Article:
Samantha Jade Royds

A Missouri law set to go into effect on January 1 has some teachers and student advocates worried that punishing everyday school bullying could become yet another means of black and brown children being pushed directly into the penal system.

Under the new law, third-degree assault and some forms of harassment that inflict "emotional distress" on the victim will be considered a felony. As the Saint Louis Post-Dispatch points out, this means that anyone found to have intentionally caused physical harm to another person could be charged for having committed a felony.

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While these changes are part of a broader Missouri law to get tougher on assault, misdemeanors, and felonies, schools are required to report harassment to local police, which means that children could end up getting charged with a felony for fighting. The law doesn't mention how it applies to cases that happen on school grounds.

In theory, a law like this could lead to a drastic decrease in instances of fighting and bullying in school as students consider the drastic impacts a felony conviction could have on their lives. On the other hand, though, many see it as yet another way of the state strengthening the school-to-prison pipeline problem in which mostly students of color end up in adult prisons after multiple interactions with the juvenile criminal system.

Speaking to the Dispatch, Missouri School Board legal counsel Kelli Hopkins said that while she was certain that the law wasn't necessarily meant to lead to the increased criminalization of young people caught up in petty violence, it was a definite concern of hers.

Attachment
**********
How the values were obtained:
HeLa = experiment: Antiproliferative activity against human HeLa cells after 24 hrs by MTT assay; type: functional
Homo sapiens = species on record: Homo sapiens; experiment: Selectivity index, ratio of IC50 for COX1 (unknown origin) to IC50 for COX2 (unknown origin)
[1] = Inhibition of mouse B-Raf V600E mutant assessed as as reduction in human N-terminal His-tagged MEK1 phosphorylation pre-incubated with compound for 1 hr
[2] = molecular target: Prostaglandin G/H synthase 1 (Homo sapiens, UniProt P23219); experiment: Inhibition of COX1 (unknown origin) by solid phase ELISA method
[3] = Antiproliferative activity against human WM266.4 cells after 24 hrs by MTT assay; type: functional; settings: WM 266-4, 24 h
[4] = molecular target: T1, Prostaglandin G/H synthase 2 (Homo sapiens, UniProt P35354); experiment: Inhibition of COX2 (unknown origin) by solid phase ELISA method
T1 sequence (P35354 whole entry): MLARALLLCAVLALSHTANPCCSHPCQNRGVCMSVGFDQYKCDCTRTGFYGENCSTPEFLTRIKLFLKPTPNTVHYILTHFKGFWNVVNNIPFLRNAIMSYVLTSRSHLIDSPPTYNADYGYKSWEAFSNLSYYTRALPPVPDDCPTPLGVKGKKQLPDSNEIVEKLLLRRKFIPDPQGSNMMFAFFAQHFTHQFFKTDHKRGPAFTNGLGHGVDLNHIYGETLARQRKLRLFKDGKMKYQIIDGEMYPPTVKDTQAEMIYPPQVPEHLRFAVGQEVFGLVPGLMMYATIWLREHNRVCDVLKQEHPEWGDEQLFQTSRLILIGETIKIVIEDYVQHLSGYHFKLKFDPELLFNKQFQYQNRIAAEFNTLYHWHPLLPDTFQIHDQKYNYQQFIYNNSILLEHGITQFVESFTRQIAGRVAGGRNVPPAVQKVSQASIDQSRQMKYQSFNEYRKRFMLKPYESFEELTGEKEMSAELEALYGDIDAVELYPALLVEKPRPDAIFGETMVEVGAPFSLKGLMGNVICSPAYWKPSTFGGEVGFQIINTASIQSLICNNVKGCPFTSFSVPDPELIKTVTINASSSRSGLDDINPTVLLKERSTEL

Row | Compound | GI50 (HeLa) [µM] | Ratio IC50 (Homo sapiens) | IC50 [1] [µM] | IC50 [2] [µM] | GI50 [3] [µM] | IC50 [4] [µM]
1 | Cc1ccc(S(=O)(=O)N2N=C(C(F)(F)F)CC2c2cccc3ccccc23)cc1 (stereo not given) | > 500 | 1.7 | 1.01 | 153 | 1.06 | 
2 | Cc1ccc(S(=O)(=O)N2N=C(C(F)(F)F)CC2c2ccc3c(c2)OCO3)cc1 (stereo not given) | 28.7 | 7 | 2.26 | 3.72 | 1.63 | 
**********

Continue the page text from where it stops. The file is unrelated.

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“I think that we are working very hard to stop the school-to-prison pipeline," Hopkins said. "[But] I think this might inadvertently increase the number of children who are referred to law enforcement."

Hopkins went on to explain that by including the word "knowingly" in its definition of what constitutes an assault, the law makes sure that very young children and others incapable of understanding the consequences of their actions are protected from unfair punishment. Rather, Hopkins said, the issue at hand is the law's handling of "harassment," which, up until this point, was often handled on a case-by-case basis by schools themselves. But because harassment is such a widely defined idea that can range from anything between name-calling and online cyber stalking, there's no way to predict how this law will be applied.

“This is a serious, serious thing for school districts,” Hopkins said.